Kind of a shitty way to see what's so far the last show by a favorite group, but if they're still delivering their A game, maybe I should attend another show and hopefully make up for that memory. (I was tempted to attend one of their recent Brooklyn Steel residencies for that reason, but the pandemic kept me away, especially the late 2021 surge that actually brought that December residency to a pre-mature end.)

Edited 1 time(s). Last edit at 07/09/2023 11:16PM by belfast.
Thanks for the show review! I've been excited for an opportunity to see IDLES, whose cds I very thoroughly enjoy. They played a club date within striking distance, but it was during the pandemic and I couldn't convince myself to go. Anyway, it was interesting to read impressions from someone who wasn't already a fan.
Thanks for the feedback @belfast and @DuckRabbit. I totally agree about the pricing; it was just nonsensical to charge $270+service charges for three days of lawn tickets, and even $95 for lawn for a single day is pretty steep, even if it's a band you really wanted to see (for me, boygenius and LCD Soundsystem would have both been in that category). But I would probably not drive out to the suburbs for either act, and they would likely be doing their own full shows in DC some point for more modest pricing. There is an article in Variety about the economics and logistics of the tour; I wonder how it panned out between its various dates and locations.

I would like IDLES more in the right setting, I'm sure. I was reminded a bit of Titus Andronicus; not sure if fans of one are fans of the other. Also a bit of the Thermals, but I like the Thermals for their mix of righteous outrage and big hooks.
I like what I have heard of IDLES, but I agree that it's a band I would prefer to see in a small club setting, not some big outdoor festival. Alas, lesser-known bands often do not get to pick the venues at which they appear. I believe IDLES are a pretty big deal in their native UK, but I almost never see any mention of them on this side of the pond (including here in Canada, where we are often more open to giving British and Australian bands a hearing before they become famous).

As for Animal Collective, nothing I've ever from them ever grabbed me. They are competent, but I've never felt the urge to go out of my way to hear them. And I certainly would never pay these insane prices to see them live.
lol at the Animal Collective reference; they named a record Merriweather Post Pavilion after the venue; I have no interest in them musically whatsoever.
What can I say, whenever I see a reference to the Merriweather Post Pavilion, I can only think of Animal Collective.
Very impressive about LCD Soundsystem. Really like some of their music, but it wouldn’t occur to me to see them live since I figured it was just one guy pushing buttons. But a whole band, eh?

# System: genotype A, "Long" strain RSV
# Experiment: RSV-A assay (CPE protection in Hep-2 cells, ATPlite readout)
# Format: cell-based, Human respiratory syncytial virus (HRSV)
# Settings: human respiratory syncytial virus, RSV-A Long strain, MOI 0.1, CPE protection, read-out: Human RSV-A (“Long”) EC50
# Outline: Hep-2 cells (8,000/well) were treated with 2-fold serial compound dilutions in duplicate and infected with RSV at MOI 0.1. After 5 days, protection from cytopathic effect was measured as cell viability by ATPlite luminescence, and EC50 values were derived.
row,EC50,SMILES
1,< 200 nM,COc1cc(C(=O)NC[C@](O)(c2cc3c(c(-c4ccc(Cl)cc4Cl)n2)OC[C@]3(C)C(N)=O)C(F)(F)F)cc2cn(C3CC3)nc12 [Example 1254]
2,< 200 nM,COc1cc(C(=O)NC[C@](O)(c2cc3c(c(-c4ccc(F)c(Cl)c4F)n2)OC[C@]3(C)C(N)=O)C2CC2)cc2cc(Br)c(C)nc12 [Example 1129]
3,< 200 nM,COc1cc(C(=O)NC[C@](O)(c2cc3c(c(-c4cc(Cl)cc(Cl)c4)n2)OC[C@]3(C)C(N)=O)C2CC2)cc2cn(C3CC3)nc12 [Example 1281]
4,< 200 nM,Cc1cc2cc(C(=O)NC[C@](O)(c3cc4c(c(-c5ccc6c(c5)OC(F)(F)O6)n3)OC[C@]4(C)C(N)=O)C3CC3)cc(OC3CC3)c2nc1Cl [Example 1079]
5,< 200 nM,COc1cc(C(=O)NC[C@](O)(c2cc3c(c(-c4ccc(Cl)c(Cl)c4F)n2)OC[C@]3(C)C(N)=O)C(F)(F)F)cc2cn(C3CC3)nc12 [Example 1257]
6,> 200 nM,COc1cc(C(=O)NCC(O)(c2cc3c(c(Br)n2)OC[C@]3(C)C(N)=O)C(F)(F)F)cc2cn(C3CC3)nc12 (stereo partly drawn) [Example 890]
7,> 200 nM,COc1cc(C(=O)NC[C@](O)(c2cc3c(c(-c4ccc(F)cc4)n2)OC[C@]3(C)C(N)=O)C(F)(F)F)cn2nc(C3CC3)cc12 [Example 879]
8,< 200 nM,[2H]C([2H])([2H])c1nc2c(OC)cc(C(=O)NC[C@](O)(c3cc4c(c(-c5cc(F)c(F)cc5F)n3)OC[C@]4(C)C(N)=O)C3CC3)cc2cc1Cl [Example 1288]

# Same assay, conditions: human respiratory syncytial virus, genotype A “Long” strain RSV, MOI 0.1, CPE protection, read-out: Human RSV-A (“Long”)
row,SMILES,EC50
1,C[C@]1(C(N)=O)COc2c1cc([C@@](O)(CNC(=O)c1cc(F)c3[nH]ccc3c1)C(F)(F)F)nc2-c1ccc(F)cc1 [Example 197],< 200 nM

Really like some of their music, but it wouldn’t occur to me to see them live since I figured it was just one guy pushing buttons. But a whole band, eh?

Run-D.M.C. first said a DJ could be a band, stand on its own feet, get you out your seat.

Ha, always up for a Public Enemy quote. But yeah, it's very much a band.
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MrFab Wrote:
> Very impressive about LCD Soundsystem. Really like some of their music, but it wouldn’t occur to me to see them live since I figured it was
> just one guy pushing buttons. But a whole band, eh?

I read a review of their live show years ago, and the writer compared LCD Soundsystem to Remain in Light-era Talking Heads with the expanded band. That compelled me to check out some live clips on YouTube. Good stuff!
There is a clear lineage between that era of Talking Heads and the live performance by LCD Soundsystem.
When I first moved to Brooklyn in 2009, it really felt like Talking Heads were at their cultural peak (at least in my lifetime), and they were sort of like the godparents of everything great that was going on locally. LCD Soundsystem was kind of at the forefront of it all and it really felt like they were inspiring everyone from TV on the Radio to the Yeah Yeah Yeahs to Arcade Fire - their records at the time (Dear Science,, It's Blitz! and parts of The Suburbs) all sounded like they were heading for the dance floors. It was a great time to be in Brooklyn, and on some level everyone was still high off of the run-up to Obama's presidential win. 14 years is a long time at this point, but even five years on it felt like a lifetime because so much was changing and had changed in very turbulent fashion.